What’s more surprising (even to me), is that six months out I am still going strong with my trusty 40-liter backpack. I’m astonished I’ve been able to get away with so little… and that I could actually stand to live off of less! In addition to clothing and electronics, my little backpack houses a tent as well as a sleeping bag that take up approximately 50% of the space. Think about it, if I took just those two items out, I could do this entire trip out of a regular school backpack! My one pair of leather shoes are really beaten up and they've seen more use than all of my other shoes combined. I’ve resoled the poor guys three times now because I keep wearing holes in the bottom of them. And to my uncle and mother, I’d like to report that I am still using my one pair of long pants - they are easily the best pair I’ve ever bought in my life.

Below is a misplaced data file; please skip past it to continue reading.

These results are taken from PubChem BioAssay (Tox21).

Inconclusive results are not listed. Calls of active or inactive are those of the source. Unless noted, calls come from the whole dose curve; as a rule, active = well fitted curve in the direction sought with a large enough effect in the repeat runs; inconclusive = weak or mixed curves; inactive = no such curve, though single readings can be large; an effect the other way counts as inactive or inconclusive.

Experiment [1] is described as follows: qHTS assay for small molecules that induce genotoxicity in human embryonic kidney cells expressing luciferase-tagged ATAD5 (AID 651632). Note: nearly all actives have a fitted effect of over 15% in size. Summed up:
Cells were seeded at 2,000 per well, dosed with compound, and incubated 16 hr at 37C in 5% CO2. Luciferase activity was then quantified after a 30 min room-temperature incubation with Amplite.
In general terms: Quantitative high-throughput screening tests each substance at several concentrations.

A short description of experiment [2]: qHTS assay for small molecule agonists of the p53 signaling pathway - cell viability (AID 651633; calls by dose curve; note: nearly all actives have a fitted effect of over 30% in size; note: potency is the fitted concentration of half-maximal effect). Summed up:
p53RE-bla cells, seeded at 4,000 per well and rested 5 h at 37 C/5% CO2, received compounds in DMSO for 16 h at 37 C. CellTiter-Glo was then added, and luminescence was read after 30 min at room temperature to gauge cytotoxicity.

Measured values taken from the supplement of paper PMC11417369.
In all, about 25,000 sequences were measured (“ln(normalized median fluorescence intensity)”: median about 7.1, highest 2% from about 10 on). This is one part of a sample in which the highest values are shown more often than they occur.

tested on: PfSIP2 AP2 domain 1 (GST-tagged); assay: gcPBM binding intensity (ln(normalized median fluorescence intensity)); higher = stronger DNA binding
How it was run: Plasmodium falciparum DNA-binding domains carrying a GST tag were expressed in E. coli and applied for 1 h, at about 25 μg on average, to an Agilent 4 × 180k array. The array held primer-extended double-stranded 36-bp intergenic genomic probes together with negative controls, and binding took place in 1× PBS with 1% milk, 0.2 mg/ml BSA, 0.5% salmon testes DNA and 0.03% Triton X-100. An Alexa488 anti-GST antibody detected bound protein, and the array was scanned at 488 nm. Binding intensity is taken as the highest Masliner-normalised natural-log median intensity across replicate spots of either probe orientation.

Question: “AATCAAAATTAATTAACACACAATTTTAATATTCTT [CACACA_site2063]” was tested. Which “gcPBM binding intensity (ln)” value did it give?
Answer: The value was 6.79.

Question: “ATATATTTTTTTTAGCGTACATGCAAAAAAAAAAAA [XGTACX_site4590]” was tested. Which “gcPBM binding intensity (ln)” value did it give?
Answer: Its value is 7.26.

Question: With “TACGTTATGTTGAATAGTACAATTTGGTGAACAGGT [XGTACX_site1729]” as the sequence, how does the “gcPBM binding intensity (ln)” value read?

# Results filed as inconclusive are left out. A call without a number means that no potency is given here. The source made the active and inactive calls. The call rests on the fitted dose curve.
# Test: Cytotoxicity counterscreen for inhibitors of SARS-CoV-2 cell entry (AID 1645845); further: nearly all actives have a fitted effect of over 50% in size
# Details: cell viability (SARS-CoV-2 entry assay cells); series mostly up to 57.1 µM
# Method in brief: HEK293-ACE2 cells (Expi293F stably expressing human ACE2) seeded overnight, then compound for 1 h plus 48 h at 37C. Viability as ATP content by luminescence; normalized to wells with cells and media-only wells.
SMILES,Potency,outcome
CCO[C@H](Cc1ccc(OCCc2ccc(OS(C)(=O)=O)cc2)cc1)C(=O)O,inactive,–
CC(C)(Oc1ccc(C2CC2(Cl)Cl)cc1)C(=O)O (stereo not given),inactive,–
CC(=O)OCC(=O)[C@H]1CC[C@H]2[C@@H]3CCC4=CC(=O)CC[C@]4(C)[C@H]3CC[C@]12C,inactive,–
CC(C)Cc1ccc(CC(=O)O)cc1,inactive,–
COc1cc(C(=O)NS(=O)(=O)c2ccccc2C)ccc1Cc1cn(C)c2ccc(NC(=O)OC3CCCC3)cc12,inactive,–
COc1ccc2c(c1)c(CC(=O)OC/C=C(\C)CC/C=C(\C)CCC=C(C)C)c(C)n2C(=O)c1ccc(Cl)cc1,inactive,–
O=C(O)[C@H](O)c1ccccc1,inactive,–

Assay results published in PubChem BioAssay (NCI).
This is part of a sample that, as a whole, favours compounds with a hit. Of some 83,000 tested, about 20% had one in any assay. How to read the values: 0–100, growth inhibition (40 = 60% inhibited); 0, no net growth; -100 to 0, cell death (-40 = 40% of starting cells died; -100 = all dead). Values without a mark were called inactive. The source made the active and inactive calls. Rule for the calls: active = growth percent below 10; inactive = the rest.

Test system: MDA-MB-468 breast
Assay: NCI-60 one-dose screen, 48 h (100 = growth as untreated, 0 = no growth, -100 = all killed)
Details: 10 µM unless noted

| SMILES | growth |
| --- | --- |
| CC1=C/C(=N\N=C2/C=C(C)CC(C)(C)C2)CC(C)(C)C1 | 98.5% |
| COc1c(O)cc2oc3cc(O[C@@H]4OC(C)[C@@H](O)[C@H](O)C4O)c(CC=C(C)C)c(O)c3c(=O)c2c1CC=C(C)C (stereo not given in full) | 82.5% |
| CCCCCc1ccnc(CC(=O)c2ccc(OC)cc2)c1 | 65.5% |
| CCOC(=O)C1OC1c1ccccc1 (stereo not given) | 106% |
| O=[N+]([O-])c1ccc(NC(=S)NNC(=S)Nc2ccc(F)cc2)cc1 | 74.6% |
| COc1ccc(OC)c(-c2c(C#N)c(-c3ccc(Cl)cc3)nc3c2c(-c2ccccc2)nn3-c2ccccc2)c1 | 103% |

Basically, I’m a professional hobo… and I couldn’t be happier.

Hvar, Croatia

While my family and friends might feel some level of insult, I have yet to have longing bouts of homesickness that I expected to haunt me by now. The traveling life is full of excitement, entertainment, and perpetual change and I can’t get enough of it. Even when I take time to plan in advance, I have absolutely no idea how the day/week/month will unfold. More frequently than not, new opportunities present themselves at the last minute and any plans I have go out the window within seconds. With that said though, I am still in Europe, a continent that is part of the developed world and very familiar to me. I have a strong feeling my perspective on homesickness will change in India, when I find myself in a bug infested hostel having to shit in a hole they call a "toilet" because I [inevitably] got food poisoning. 

I suppose we shall see when I get there.